Since you are in good enough condition to read to this point, I will assume that you have not yet picked up your plutonium. When you do, please be kind enough to store it in two separate containers Ė coffee tins might do - and to never allow them to come in contact with each other.


At this point, I should probably pass along a useful tip: if there are young children in the household, carefully store your excess plutonium. Despite some similarities, Play-doh and fissionable plutonium are two different things entirely.


Weíll need some sort of metal casing to hold your device and different eminent scholars have varying ideas, so Iíll go with what sounds good to me: get some scrap metal (potential sources: local junk yard, various factories or your dadís new 2003 convertible) and with it (the metal must be malleable), construct a casing. It doesnít have to be that great.  You arenít the United States Government, you know, and you donít have to meet their standards of no radioactive leakage en route.


Place your two containers of uranium in your casing, keeping them at least two inches apart. We donít want this whole thing to go critical prematurely.


Next, youíll need to find some way of transporting your device, as carrying a bent piece of sheet metal with explosives wrapped around will cause undue attention to be focused on you. We still have a ways to go with the construction of our weapon, but most leading experts in the field of garage nukes say that one should construct the casing at this time.


While not a connoisseur of movies myself, I am told by reliable sources that sure-of-themselves spies who for some unknown reason tote portable nukes with them everywhere they go often use the briefcase method, so, in the interest of keeping up with popular culture, weíll do likewise. Find a large, inexplicable briefcase and pack your plutonium-containing piece of bent sheet metal carefully inside, exercising care not to spill too much plutonium on the floor, where your dog will likely find and, as dogs are apt to do, consume it. Unless, of course, youíve always desired a glow-in-the-dark dog.


The next step is to obtain one hundred pounds of trinitrotoluene (TNT) from a lab product wholesaler. Be willing to settle for "average" stuff, as pure trinitrotoluene can cost as much as $900 per kilogram, which is out of your price range unless youíre Bill Gates. In which case, obtaining a nuclear weapon is extraordinarily simple: make an offer to Kim Jung Il, the "dear leader" of North Korea.


Alternatively, find somewhere that boring through a hillside is being done and pilfer some trinitrotoluene. Not that we advocate theft, but then again, whatís a little larceny when youíre planning to detonate a nuclear bomb?


Youíll need to string the explosive inside the briefcase, around the casing you created. One enterprising bomb guide writer suggested using modeling clay to hold the TNT on. Since the suggested use for modeling clay is dull, boring and altogether useless, itís not a bad idea.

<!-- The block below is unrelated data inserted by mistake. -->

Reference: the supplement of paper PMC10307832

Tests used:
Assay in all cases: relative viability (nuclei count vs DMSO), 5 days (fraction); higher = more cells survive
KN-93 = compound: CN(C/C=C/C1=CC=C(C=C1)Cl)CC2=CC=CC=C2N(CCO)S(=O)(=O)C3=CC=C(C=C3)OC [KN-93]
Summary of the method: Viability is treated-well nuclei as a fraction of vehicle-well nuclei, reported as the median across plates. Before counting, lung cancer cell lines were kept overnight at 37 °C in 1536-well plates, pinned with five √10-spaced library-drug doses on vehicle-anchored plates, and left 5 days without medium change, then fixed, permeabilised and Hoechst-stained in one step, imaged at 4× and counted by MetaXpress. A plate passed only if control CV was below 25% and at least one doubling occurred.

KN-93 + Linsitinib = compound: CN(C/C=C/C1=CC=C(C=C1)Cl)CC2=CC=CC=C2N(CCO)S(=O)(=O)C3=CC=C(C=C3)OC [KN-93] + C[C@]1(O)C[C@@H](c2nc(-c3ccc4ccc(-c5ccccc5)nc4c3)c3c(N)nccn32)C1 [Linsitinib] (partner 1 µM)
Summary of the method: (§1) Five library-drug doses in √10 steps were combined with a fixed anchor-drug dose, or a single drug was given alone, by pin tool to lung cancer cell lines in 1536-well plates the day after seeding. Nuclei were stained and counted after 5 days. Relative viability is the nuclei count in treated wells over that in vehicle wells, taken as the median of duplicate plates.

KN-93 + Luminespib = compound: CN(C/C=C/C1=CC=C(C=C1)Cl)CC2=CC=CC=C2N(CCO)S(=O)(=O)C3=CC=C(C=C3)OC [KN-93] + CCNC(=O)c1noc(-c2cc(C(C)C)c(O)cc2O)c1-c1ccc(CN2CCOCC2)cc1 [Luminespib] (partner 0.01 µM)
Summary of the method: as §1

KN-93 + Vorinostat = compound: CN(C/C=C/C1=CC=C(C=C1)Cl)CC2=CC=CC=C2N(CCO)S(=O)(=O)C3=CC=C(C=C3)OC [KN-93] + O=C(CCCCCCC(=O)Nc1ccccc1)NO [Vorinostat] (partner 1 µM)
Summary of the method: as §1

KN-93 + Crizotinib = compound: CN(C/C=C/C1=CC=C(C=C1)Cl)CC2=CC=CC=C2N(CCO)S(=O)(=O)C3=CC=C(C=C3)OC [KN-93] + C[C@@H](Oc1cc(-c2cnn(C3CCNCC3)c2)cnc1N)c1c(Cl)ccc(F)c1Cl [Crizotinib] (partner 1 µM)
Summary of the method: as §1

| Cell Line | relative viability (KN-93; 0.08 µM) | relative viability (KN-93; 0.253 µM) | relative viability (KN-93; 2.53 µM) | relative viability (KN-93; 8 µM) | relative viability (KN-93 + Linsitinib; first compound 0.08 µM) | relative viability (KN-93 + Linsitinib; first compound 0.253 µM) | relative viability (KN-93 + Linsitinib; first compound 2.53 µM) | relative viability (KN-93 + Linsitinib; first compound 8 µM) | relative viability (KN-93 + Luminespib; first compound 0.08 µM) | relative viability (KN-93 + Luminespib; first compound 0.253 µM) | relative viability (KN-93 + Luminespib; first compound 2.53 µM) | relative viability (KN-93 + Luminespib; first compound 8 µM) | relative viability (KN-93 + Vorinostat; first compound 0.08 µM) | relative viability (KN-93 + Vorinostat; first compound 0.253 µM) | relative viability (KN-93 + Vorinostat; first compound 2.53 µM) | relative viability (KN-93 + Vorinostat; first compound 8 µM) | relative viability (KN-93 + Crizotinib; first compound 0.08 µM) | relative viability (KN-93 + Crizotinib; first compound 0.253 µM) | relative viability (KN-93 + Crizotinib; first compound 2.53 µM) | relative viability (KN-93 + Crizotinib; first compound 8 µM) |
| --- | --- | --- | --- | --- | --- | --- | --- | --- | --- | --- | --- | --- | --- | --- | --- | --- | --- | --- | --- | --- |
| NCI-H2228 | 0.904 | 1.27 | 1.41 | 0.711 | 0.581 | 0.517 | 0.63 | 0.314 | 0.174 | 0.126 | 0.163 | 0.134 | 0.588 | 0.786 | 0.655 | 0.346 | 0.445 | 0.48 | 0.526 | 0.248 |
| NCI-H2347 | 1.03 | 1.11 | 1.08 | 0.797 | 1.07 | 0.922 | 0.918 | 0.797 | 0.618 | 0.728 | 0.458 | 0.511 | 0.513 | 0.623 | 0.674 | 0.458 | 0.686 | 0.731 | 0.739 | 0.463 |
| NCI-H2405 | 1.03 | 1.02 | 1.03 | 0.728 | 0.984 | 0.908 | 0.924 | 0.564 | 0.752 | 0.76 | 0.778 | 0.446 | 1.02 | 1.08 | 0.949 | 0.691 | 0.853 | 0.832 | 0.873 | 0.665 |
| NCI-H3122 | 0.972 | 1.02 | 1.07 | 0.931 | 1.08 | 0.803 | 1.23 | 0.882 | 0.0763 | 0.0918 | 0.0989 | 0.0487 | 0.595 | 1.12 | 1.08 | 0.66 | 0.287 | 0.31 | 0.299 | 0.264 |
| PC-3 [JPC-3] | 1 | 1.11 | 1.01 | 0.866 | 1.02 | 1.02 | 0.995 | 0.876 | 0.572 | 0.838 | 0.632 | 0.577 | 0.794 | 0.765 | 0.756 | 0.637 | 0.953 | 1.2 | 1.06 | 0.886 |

It is also suggested that some sort of glue other strong adhesive be used to hold your two containers firmly in place so that their contents do not mingle prematurely due to jostling. The surgeon general has issued a warning stating that holding a nuclear device during detonation is hazardous to your health.


Wait until the personal injury lawyers find out about this one and starting going after "Big Bomb" as soon as the tobacco money dries up.


Weíre now nearing the end of our little project and we come to another dilemma: unless you plan to set the bomb off by hand, which, as mentioned previously, is generally unadvisable, you will need some method of remote detonation. Since this device is meant to be a low-tech, do it yourself kind of job, I would suggest removing the plunger mechanism found in a remote control car that responds to commands from the remote unit.


By placing this device and the other attached parts, including the battery pack, from said car into your specially rigged briefcase and setting the plunger immediately adjacent to a detonator cap (been on eBay recently?), youíll be ready to go. Close up the briefcase, grab your remote control transmitter and an extra nine volt battery (youíd be amazed at how many nuclear attacks have been averted because of a drained nine volt in the RC car controller) and youíre on your way with a fully functional nuclear device.


When you press any button on your remote control, the plunger in the briefcase will strike the detonator cap, igniting the trinitrotoluene, which, in exploding, will join the plutonium together to critical mass and cause a chain nuclear reaction.


In laymenís terms, "boom!"


So, how are you going to use this bomb, anyway? Iíve heard itís a great home protector, with would-be-burglars generally avoiding homes with a sticker proclaiming, "This home protected by a thermonuclear device" attached to the door, but that seems an immense waste of effort.


If you have a more aggressive plan, well, please ascertain that I am not in town during your device test.  Please?


Note: quite obviously, I do not approve of the creation and use of nuclear weapons by private individuals.  The above data is all public domain knowledge.  While all accurate, it's not going to do anyone much good without huge supplies of fissionable material.  Still, I feel obliged to say it: don't try this at home.  Or anywhere, actually.